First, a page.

I moved into the apartment on Thursday afternoon. There are pics on the Picasa page for your viewing pleasure (you can now just click on the gadget to the right instead of digging for the link). It's much bigger than I had anticipated -- more than one room! -- and kind of cute. I mean seriously, my tiny refrigerator has flowers on it. Everything in Korea is the decked-out version of what we have back home, though unfortunately it's usually covered in neon-colored flowers and sparkles and then they slap a big bow on it. And everything plays a song when receiving commands -- the a/c, the TV, the washing machine, the key pad lock on the door, the elevator, even the bell at school -- it's kind of like being in an amusement park of cute.
So aside from the fact that my water heater isn't working (thank God it's summer and I don't mind the cold showers quite as much) and that the washing machine dumps water all over the floor because, as far as I can tell, the drainage hose goes nowhere, things are peachy. I already have cable -- or perhaps their basic TV package includes 70-some channels? -- and I can sporadically steal internet from someone else in the building with an unsecured signal. The other things will be fixed sooner rather than later, I hope.
The location is great, too. I live less than a 5-minute walk from my school (you can see my building from the front door of the school), I'm told that I'm close to a great university nightlife spot, and there's a Home Plus just a couple of blocks away, which is HUGE and has just about anything you could possibly ever want to buy. It contains a McDonald's, a Dunkin' Donuts, a Baskin-Robbins and its own restaurant/cafeteria thing. It's probably a bit pricier than the mom & pop shops around, but boy, is it convenient. And every so often a song will come on the PA system and all of the employees will stop what they are doing, right where they are, and do a little calisthenics routine. Entertainment!
|Waygooks in downtown Gwangju|
However, behind all of the newness and excitement lurks the fact that I have never been so helpless since I was a small child. I have to give myself a pep talk every time I walk out the door. Yes, you can take the bus, Caitlin. You can go grocery shopping, figure out what to buy (even though you can't read any of the labels) and even communicate with the cashier who doesn't understand that you don't speak Korean (charades teaches important life skills). You can go out into your neighborhood and, if you get lost, you can figure out how to ask for directions to get back again. My first night out, I was physically trembling at the thought of finding a taxi to meet the other waygooks (foreigners) downtown. And no amount of self-pep-talking will change the fact that I must rely on my head co-teacher for other basics like communicating with my landlord, doing all of my paperwork and bills, reading the bus route map, getting my internet and phone set up when it comes time....I don't even know how to check my own bank balance! It's an experience that has caused me to start regressing in ways that have nothing to do with my inability to read or speak in this country. Like my brain is automatically reverting to high school mode. However, I can proudly say that I am still worlds ahead of my middle school students, whom I met today for the first time.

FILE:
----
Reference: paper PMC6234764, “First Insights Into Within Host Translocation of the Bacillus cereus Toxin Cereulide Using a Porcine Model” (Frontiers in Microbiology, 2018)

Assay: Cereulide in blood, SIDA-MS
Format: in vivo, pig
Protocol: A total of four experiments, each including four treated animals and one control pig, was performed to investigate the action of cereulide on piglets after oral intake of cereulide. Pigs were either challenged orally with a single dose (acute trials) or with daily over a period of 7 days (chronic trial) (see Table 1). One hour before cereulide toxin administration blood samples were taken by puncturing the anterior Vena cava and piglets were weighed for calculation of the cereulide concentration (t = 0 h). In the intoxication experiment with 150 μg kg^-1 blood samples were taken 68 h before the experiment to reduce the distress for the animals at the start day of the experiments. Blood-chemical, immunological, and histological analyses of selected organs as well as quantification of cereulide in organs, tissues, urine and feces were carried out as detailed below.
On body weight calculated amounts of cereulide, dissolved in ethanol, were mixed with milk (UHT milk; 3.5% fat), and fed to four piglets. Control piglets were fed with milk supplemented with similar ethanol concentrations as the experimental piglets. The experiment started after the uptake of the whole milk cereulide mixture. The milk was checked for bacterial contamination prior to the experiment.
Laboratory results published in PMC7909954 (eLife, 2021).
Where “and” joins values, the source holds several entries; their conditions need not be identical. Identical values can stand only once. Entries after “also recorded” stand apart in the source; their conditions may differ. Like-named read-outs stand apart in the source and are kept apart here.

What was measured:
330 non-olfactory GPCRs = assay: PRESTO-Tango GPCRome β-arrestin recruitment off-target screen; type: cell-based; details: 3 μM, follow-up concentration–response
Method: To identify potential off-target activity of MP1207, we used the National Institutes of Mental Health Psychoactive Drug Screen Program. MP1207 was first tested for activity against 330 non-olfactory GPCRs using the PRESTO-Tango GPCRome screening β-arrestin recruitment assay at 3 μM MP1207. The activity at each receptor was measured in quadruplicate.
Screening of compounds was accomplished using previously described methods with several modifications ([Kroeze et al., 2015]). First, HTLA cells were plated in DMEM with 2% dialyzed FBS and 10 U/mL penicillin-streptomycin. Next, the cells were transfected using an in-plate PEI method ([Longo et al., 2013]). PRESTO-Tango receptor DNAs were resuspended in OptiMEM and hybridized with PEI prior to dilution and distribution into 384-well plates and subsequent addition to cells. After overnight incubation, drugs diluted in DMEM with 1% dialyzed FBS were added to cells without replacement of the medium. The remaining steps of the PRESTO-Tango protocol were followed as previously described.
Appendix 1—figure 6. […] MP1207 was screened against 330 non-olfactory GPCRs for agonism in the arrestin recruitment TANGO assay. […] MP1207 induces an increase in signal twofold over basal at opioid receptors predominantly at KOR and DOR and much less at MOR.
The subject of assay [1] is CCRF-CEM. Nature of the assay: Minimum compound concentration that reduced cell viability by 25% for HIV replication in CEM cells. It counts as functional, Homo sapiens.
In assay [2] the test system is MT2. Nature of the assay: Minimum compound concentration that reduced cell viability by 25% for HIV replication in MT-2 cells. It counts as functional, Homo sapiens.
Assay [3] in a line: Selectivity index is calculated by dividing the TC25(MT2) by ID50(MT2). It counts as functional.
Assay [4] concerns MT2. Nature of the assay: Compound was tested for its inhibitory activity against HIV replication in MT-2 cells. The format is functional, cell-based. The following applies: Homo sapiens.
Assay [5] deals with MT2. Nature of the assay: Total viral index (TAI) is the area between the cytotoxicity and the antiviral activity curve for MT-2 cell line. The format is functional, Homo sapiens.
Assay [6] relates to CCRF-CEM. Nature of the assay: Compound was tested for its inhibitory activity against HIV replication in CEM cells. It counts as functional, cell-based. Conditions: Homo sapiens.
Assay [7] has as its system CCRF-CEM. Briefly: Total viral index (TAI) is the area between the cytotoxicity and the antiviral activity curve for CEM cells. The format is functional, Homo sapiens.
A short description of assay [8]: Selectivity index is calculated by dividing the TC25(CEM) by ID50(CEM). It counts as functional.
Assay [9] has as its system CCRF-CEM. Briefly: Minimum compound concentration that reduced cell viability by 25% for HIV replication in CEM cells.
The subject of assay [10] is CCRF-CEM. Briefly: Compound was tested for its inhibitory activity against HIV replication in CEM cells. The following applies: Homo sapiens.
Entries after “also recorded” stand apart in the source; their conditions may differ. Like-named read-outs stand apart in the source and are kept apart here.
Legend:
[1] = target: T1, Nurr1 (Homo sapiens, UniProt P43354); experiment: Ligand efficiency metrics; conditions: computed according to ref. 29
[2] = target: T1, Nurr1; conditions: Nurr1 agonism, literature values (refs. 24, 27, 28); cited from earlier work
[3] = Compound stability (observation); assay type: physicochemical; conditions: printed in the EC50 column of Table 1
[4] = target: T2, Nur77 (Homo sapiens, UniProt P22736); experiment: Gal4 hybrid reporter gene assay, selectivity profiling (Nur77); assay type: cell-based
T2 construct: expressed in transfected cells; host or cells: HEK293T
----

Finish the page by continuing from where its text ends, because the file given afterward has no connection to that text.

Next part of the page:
So, self-discovery lesson #2: I was most definitely NOT born to teach. Today was such a huge bomb. I don't think my lesson was that bad -- just an introduction about myself, making name tags and going over class rules. But 3.5 out of the 5 classes I taught talked the entire time, and there was nothing I could do to get them to shut up. I just don't have the heart to make them stand at the back of the classroom with their hands in the air or anything of that ilk (plus how effective is it when half the class is standing back there?), and I'm certainly not going to carry around a bamboo stick and thwack their desks (and perhaps them?) every so often like one of my co-teachers. I can only improve from here, I suppose, I just have to figure out how.
At least 3 of my 4 co-teachers are fairly young, so that should help me in developing some sort of rapport with them. My head co-teacher is a mom with a son in high school and another one working in Seoul. She's quite nice, but has kept me at arm's length so far. The students, on the other hand, want to get as close as possible. Physically. As close as possible. And then ask me all kinds of weird questions about my age, marital/dating status, height, etc., etc. Then they make a loud, choral "oooooh!" sound when I tell them how old I am. I'm not sure if they think I'm really young or really old. They run down the hall and come into whatever room I happen to be in just to stand close to me, giggling. I was told that I'm pretty at least 10 times today and got 2 or 3 "I love you"s, which was not quite as big of a confidence booster as the principal & others saying that my entire two-word Korean vocabulary is quite good! And I pronounce it well! Koreans are just so nice. I take it all with a healthy pinch of salt.